Page last updated at 06:10 UTC, Wednesday, 17 February 2010 PH
In late 2006 when I told my friends that I would be taking a sabbatical leave to teach and do research at the IESE Business School in Barcelona, Spain, the frequent reaction was “IESE what?” Unknown to them, the IESE Business School was already ranked by the The Economist in 2006 as offering the best MBA program among all the business schools in the world.
In 2007, IESE obtained the same accolade. This year, the same thing has happened. The Economist ranked IESE Number One among the business schools all over the world offering an MBA program. My alma mater, Harvard, ranked only number 5. Among the other top five were IMD in Switzerland (2), University of California at Berkeley in the U.S. (3) and the University of Chicago in the U.S. (4). The Economist ranked a total of 100 business schools all over the world. The highest-ranking Asian business school was Hong Kong University of Science and Technology (30).
As I reflect on the two academic years I spent at IESE in 2007-2008, I can explain why the prestigious magazine The Economist ranked the IESE Business School as offering the best MBA program in the world. The first thing I can say is that the graduates of IESE’s MBA program do not receive the highest salary offers among the European business schools. In fact, other European business schools have graduates receiving higher salaries than those from IESE. That is why, in the 2009 ranking of the Financial Times—which gives high importance to starting salaries—IESE ranks only number 6. What impressed me most in the corporate culture of IESE is the emphasis on business ethics and the social responsibility of business. The students are taught to focus on what they can do for society, while making reasonable profit, and not on obtaining the highest salaries and bonuses possible.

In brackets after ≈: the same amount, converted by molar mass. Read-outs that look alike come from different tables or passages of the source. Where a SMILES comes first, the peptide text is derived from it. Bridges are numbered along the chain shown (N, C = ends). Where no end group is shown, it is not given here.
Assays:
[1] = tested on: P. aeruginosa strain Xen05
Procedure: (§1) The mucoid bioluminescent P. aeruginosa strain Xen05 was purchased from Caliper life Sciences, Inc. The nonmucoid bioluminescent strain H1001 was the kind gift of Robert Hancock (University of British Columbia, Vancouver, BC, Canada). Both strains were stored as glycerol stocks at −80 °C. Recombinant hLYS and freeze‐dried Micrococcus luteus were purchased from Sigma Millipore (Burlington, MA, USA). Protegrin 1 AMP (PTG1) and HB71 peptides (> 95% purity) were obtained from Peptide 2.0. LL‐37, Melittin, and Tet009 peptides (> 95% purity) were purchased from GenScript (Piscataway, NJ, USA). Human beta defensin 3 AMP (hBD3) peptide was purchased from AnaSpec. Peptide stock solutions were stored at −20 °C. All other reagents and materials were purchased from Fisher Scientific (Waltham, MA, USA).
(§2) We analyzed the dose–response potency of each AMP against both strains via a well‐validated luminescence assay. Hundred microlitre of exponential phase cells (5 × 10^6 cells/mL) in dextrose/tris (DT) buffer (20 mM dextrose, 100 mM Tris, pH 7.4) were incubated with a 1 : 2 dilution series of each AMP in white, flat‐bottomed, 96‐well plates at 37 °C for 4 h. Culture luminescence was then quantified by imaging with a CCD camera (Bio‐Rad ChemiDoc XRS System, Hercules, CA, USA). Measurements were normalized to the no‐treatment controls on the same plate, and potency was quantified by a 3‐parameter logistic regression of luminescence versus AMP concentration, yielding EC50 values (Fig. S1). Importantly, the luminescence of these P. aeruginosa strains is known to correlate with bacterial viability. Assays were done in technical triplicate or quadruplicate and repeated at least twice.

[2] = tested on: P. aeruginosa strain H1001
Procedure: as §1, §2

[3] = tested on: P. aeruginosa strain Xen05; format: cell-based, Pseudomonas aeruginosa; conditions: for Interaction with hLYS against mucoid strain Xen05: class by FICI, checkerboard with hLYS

The more than 100 full-time faculty members, 99 percent with doctoral degrees, spend a lot of time mentoring the students individually and helping them not only to be competent business managers but also virtuous leaders. As a visiting professor, I myself spent much time chatting individually with the MBA students, especially those coming from Asia, to help them improve their professional skills and to acquire human virtues, especially those that are directly relevant to the business world such as prudence, justice and benevolence.
I was also very much impressed with the untiring efforts that the administration and faculty spend on the continuing education of the more than 30,000 alumni of the various programs of the school. IESE’s professors are constantly traveling all over the world to update the alumni on the theories and practices of business management. I myself had to travel all over Europe, Latin America and Asia giving lectures to IESE alumni on global economics, social ethics and emerging markets. This sterling service to alumni is what makes IESE stand out among all the business schools all over the world. From what I know, alumni activities of most business schools are limited to fund raising and socializing or networking.
It is about time that young Filipino professionals planning to get an MBA degree abroad should redirect their attention away from the traditional U.S. schools and consider the European business schools such as IESE. Those interested in the program of IESE may consult the website www.iese.edu. For comments, my address is email@example.com.